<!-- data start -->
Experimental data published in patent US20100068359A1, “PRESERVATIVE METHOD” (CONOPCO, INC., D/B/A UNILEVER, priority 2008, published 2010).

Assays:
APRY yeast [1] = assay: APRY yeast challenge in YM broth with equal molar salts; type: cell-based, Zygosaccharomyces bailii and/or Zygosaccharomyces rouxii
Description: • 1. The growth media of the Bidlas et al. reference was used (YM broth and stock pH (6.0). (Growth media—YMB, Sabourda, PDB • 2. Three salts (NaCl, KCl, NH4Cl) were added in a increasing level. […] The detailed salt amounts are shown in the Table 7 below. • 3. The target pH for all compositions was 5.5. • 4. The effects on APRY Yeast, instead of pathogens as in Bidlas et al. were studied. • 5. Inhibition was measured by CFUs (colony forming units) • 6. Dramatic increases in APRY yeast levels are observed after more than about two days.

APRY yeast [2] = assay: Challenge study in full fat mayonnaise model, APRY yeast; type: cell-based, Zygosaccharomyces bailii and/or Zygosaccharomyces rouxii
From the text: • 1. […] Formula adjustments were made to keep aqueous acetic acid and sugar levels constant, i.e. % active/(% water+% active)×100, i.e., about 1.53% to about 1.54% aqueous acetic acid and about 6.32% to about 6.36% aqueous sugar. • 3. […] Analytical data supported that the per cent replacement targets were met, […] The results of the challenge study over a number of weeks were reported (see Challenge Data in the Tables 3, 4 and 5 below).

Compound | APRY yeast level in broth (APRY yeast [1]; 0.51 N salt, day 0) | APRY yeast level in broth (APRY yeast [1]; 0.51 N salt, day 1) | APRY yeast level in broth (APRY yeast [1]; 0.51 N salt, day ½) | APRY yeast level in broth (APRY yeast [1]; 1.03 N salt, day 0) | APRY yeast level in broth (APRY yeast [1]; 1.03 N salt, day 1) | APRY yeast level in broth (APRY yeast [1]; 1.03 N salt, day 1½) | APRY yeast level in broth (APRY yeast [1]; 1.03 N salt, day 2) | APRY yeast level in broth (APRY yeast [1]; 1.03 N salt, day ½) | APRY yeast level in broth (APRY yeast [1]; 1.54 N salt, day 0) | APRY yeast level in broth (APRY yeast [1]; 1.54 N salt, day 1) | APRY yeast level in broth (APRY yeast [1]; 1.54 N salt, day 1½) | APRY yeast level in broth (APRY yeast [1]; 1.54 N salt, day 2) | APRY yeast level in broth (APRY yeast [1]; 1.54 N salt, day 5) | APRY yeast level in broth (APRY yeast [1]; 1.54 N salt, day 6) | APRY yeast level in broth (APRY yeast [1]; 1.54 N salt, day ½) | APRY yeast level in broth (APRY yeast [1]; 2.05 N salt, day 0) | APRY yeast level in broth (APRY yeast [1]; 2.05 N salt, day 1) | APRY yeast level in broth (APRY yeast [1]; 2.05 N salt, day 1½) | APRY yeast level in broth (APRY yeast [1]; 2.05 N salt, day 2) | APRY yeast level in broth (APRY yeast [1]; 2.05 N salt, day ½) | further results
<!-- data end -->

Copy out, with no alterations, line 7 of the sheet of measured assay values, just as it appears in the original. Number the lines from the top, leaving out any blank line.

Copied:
Compound | APRY yeast level in broth (APRY yeast [1]; 0.51 N salt, day 0) | APRY yeast level in broth (APRY yeast [1]; 0.51 N salt, day 1) | APRY yeast level in broth (APRY yeast [1]; 0.51 N salt, day ½) | APRY yeast level in broth (APRY yeast [1]; 1.03 N salt, day 0) | APRY yeast level in broth (APRY yeast [1]; 1.03 N salt, day 1) | APRY yeast level in broth (APRY yeast [1]; 1.03 N salt, day 1½) | APRY yeast level in broth (APRY yeast [1]; 1.03 N salt, day 2) | APRY yeast level in broth (APRY yeast [1]; 1.03 N salt, day ½) | APRY yeast level in broth (APRY yeast [1]; 1.54 N salt, day 0) | APRY yeast level in broth (APRY yeast [1]; 1.54 N salt, day 1) | APRY yeast level in broth (APRY yeast [1]; 1.54 N salt, day 1½) | APRY yeast level in broth (APRY yeast [1]; 1.54 N salt, day 2) | APRY yeast level in broth (APRY yeast [1]; 1.54 N salt, day 5) | APRY yeast level in broth (APRY yeast [1]; 1.54 N salt, day 6) | APRY yeast level in broth (APRY yeast [1]; 1.54 N salt, day ½) | APRY yeast level in broth (APRY yeast [1]; 2.05 N salt, day 0) | APRY yeast level in broth (APRY yeast [1]; 2.05 N salt, day 1) | APRY yeast level in broth (APRY yeast [1]; 2.05 N salt, day 1½) | APRY yeast level in broth (APRY yeast [1]; 2.05 N salt, day 2) | APRY yeast level in broth (APRY yeast [1]; 2.05 N salt, day ½) | further results